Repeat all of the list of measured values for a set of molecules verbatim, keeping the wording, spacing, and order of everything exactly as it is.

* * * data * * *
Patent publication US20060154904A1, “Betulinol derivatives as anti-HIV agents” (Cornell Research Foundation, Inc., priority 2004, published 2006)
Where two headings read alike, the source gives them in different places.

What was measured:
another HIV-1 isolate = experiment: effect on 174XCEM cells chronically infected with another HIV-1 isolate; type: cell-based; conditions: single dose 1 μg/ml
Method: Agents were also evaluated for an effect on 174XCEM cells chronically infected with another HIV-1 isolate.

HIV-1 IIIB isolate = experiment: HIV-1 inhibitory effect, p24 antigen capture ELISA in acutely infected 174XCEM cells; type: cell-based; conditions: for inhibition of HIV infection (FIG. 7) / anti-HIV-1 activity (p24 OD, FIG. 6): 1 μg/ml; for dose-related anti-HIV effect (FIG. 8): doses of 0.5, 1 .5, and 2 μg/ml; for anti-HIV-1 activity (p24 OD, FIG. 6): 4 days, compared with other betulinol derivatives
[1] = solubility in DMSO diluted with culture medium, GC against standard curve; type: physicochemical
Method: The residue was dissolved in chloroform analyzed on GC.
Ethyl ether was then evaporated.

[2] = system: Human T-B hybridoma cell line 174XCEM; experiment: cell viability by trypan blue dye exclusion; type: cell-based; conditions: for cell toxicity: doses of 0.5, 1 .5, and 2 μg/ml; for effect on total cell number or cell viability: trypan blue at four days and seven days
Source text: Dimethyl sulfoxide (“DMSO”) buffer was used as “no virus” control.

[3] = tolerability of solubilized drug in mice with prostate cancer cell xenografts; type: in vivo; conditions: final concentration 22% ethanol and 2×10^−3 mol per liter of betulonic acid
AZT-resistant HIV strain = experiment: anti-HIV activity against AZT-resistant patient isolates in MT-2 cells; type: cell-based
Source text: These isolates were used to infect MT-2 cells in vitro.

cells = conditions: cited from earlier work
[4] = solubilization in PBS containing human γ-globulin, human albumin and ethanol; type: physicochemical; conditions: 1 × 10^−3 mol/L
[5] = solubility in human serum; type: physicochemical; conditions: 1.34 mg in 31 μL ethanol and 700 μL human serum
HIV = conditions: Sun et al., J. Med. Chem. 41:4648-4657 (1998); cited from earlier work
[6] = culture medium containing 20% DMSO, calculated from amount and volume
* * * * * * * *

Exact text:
Patent publication US20060154904A1, “Betulinol derivatives as anti-HIV agents” (Cornell Research Foundation, Inc., priority 2004, published 2006)
Where two headings read alike, the source gives them in different places.

What was measured:
another HIV-1 isolate = experiment: effect on 174XCEM cells chronically infected with another HIV-1 isolate; type: cell-based; conditions: single dose 1 μg/ml
Method: Agents were also evaluated for an effect on 174XCEM cells chronically infected with another HIV-1 isolate.

HIV-1 IIIB isolate = experiment: HIV-1 inhibitory effect, p24 antigen capture ELISA in acutely infected 174XCEM cells; type: cell-based; conditions: for inhibition of HIV infection (FIG. 7) / anti-HIV-1 activity (p24 OD, FIG. 6): 1 μg/ml; for dose-related anti-HIV effect (FIG. 8): doses of 0.5, 1 .5, and 2 μg/ml; for anti-HIV-1 activity (p24 OD, FIG. 6): 4 days, compared with other betulinol derivatives
[1] = solubility in DMSO diluted with culture medium, GC against standard curve; type: physicochemical
Method: The residue was dissolved in chloroform analyzed on GC.
Ethyl ether was then evaporated.

[2] = system: Human T-B hybridoma cell line 174XCEM; experiment: cell viability by trypan blue dye exclusion; type: cell-based; conditions: for cell toxicity: doses of 0.5, 1 .5, and 2 μg/ml; for effect on total cell number or cell viability: trypan blue at four days and seven days
Source text: Dimethyl sulfoxide (“DMSO”) buffer was used as “no virus” control.

[3] = tolerability of solubilized drug in mice with prostate cancer cell xenografts; type: in vivo; conditions: final concentration 22% ethanol and 2×10^−3 mol per liter of betulonic acid
AZT-resistant HIV strain = experiment: anti-HIV activity against AZT-resistant patient isolates in MT-2 cells; type: cell-based
Source text: These isolates were used to infect MT-2 cells in vitro.

cells = conditions: cited from earlier work
[4] = solubilization in PBS containing human γ-globulin, human albumin and ethanol; type: physicochemical; conditions: 1 × 10^−3 mol/L
[5] = solubility in human serum; type: physicochemical; conditions: 1.34 mg in 31 μL ethanol and 700 μL human serum
HIV = conditions: Sun et al., J. Med. Chem. 41:4648-4657 (1998); cited from earlier work
[6] = culture medium containing 20% DMSO, calculated from amount and volume